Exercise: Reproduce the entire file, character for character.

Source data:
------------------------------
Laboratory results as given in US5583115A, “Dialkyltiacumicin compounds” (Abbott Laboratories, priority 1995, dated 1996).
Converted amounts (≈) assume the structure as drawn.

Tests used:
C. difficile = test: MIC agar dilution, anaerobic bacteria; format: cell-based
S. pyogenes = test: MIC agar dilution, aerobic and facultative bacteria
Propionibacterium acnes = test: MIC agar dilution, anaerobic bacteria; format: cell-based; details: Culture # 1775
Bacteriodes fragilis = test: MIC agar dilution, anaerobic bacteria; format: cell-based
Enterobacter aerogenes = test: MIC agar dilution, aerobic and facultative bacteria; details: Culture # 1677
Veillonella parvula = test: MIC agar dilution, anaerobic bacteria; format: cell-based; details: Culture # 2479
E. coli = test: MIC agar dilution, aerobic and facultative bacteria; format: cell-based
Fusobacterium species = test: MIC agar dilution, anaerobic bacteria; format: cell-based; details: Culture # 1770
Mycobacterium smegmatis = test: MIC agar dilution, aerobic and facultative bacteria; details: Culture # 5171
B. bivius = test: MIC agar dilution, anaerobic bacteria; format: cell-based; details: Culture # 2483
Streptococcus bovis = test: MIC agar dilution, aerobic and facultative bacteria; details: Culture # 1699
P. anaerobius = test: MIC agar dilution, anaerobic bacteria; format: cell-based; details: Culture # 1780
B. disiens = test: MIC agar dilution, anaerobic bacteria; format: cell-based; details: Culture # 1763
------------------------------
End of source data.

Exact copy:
Laboratory results as given in US5583115A, “Dialkyltiacumicin compounds” (Abbott Laboratories, priority 1995, dated 1996).
Converted amounts (≈) assume the structure as drawn.

Tests used:
C. difficile = test: MIC agar dilution, anaerobic bacteria; format: cell-based
S. pyogenes = test: MIC agar dilution, aerobic and facultative bacteria
Propionibacterium acnes = test: MIC agar dilution, anaerobic bacteria; format: cell-based; details: Culture # 1775
Bacteriodes fragilis = test: MIC agar dilution, anaerobic bacteria; format: cell-based
Enterobacter aerogenes = test: MIC agar dilution, aerobic and facultative bacteria; details: Culture # 1677
Veillonella parvula = test: MIC agar dilution, anaerobic bacteria; format: cell-based; details: Culture # 2479
E. coli = test: MIC agar dilution, aerobic and facultative bacteria; format: cell-based
Fusobacterium species = test: MIC agar dilution, anaerobic bacteria; format: cell-based; details: Culture # 1770
Mycobacterium smegmatis = test: MIC agar dilution, aerobic and facultative bacteria; details: Culture # 5171
B. bivius = test: MIC agar dilution, anaerobic bacteria; format: cell-based; details: Culture # 2483
Streptococcus bovis = test: MIC agar dilution, aerobic and facultative bacteria; details: Culture # 1699
P. anaerobius = test: MIC agar dilution, anaerobic bacteria; format: cell-based; details: Culture # 1780
B. disiens = test: MIC agar dilution, anaerobic bacteria; format: cell-based; details: Culture # 1763